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Stacey Phillips

Stacey Phillips photoStacey Phillips is a freelance writer for the automotive industry based in Southern California. She has 20 years of experience as an editor including writing in a number of businesses and fields.

 

She can be reached at sphillips.autobodynews@gmail.com. 

 
Tuesday, 09 July 2019 18:11

Solving the Tech Shortage: In-Prison Automotive Programs Provide Education & Training for Potential Hires

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Walla Walla Community College established auto body and diesel mechanic programs at Washington State Penitentiary. Walla Walla Community College established auto body and diesel mechanic programs at Washington State Penitentiary. Walla Walla Community College program at Washington State Penitentiary

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He encourages body shops to be patient with new technicians who might have gone through a similar program and “not to give up on these guys.”

 

“You might have to sift through a few bad apples before you find a good one but don’t give up because we are out there,” said Jones.

 

Studies have repeatedly shown that increasing education initiatives in prison lead to lower recidivism rates.

 

“Most of the men and women entering correctional facilities lack the literacy and employment skills needed to succeed in our communities upon release,” according to the Washington State Board for Community and Technical Colleges. “Offenders who are provided opportunities to gain job skills are much more likely to be successful in the community upon release and educated offenders are statistically less likely to commit additional crimes.”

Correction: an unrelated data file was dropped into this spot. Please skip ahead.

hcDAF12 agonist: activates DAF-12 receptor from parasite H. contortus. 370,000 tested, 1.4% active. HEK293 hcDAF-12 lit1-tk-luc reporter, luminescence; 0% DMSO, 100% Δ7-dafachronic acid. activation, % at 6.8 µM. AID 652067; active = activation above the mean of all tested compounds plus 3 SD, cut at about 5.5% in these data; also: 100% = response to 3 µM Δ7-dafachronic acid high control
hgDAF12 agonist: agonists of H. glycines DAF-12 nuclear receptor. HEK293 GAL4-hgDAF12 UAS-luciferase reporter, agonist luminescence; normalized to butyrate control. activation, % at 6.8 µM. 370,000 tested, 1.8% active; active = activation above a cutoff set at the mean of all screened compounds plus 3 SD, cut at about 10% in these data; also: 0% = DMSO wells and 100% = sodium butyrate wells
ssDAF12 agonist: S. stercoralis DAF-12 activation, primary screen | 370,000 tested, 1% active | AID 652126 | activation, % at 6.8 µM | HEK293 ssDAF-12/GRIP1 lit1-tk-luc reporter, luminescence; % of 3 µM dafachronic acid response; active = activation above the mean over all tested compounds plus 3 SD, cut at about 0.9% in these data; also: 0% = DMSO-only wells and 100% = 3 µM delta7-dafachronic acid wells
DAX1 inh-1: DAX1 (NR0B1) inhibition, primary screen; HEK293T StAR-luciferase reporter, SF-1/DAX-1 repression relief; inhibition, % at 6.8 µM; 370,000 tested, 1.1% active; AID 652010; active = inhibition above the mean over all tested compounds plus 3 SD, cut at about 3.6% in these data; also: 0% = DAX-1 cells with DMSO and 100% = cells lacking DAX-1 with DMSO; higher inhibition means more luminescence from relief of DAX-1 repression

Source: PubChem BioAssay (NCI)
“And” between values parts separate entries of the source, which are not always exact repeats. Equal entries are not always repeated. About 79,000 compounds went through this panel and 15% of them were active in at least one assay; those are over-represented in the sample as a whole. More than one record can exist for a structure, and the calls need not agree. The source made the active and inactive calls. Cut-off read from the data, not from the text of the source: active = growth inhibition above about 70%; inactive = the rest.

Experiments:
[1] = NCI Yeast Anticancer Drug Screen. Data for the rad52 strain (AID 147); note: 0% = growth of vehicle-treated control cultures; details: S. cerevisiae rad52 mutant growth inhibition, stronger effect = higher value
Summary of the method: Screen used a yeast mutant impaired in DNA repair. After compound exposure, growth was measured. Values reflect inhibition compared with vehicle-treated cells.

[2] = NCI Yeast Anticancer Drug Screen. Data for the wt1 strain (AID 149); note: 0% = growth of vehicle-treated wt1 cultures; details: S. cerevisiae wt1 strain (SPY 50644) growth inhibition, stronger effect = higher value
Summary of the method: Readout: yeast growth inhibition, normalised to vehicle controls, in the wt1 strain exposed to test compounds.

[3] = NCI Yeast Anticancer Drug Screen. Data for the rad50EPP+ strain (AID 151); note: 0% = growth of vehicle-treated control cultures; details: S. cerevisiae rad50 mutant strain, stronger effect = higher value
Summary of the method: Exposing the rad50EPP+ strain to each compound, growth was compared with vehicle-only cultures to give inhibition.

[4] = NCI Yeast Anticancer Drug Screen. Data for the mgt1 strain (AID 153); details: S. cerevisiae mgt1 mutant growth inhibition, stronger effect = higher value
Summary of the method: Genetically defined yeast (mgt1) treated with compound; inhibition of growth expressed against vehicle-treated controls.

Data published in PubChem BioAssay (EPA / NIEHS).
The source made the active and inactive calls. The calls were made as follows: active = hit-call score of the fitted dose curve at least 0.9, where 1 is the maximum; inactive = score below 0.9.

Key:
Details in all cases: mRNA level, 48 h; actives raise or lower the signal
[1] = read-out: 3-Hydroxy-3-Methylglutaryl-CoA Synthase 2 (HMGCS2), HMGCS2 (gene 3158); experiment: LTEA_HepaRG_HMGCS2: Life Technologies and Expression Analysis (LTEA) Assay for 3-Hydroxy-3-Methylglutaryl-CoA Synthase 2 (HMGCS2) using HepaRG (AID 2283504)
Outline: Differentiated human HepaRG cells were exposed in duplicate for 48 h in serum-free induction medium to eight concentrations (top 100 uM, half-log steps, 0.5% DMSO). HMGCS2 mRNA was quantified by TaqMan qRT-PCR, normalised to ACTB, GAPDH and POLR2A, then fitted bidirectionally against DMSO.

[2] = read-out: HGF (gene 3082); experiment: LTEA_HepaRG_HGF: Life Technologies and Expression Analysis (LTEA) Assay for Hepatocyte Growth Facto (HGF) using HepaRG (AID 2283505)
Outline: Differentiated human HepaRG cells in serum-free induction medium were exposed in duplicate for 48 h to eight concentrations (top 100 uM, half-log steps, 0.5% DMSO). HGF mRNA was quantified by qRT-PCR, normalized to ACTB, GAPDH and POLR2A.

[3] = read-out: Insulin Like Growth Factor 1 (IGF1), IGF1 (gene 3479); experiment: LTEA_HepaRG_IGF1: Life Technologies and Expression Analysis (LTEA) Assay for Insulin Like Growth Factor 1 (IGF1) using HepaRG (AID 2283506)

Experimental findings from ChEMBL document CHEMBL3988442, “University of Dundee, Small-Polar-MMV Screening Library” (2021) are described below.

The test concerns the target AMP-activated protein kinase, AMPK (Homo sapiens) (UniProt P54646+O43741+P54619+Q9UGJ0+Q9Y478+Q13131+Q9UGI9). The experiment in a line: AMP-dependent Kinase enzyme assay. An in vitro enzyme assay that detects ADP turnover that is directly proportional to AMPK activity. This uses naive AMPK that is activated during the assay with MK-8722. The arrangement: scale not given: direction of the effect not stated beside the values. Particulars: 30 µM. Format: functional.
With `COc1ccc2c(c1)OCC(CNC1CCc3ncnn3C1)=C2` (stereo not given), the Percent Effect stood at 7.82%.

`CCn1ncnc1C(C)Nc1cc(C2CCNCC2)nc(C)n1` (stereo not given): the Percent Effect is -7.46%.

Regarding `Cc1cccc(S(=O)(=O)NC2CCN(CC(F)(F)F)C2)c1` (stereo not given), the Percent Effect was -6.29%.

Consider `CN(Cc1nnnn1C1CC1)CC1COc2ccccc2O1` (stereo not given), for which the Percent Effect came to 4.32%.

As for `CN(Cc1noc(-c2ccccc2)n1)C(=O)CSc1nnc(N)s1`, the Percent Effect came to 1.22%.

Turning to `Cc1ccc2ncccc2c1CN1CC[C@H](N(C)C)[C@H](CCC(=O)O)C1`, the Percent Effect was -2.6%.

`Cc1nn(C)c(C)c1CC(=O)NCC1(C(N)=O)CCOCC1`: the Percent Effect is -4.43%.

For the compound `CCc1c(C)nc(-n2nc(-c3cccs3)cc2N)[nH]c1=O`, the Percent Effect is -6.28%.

To help reverse this trend, in-prison educational programs are offered by community and technical colleges around the country. The goal is to educate incarcerated individuals so they can re-enter society and be able to work and contribute.

 

Walla Walla Community College in Walla Walla, WA, is one of these. The college has established an in-prison auto body and diesel mechanic program at Washington State Penitentiary and an automotive mechanics program at Coyote Ridge Corrections Center.

 

Washington State Penitentiary

 

Hired through Walla Walla Community College, Brickey has worked as the auto body instructor for Washington State Penitentiary for the last decade. Prior to that, he instructed at Columbia Basin College for five years and has worked in collision repair facilities for more than 20 years.

 

On a typical day, Brickey’s students spend about six hours a day, five days a week, at the body shop, which was set up at the minimum-security unit of the facility by the college and Department of Corrections. Teaching up to 18 students at a time, Brickey teaches them how to repair vehicles for the surrounding community following the same curriculum that is taught on the college campus.

 

Students have the option of participating in a nine-month program or working toward an associates degree. Upon graduating, they receive a certificate from the community college.


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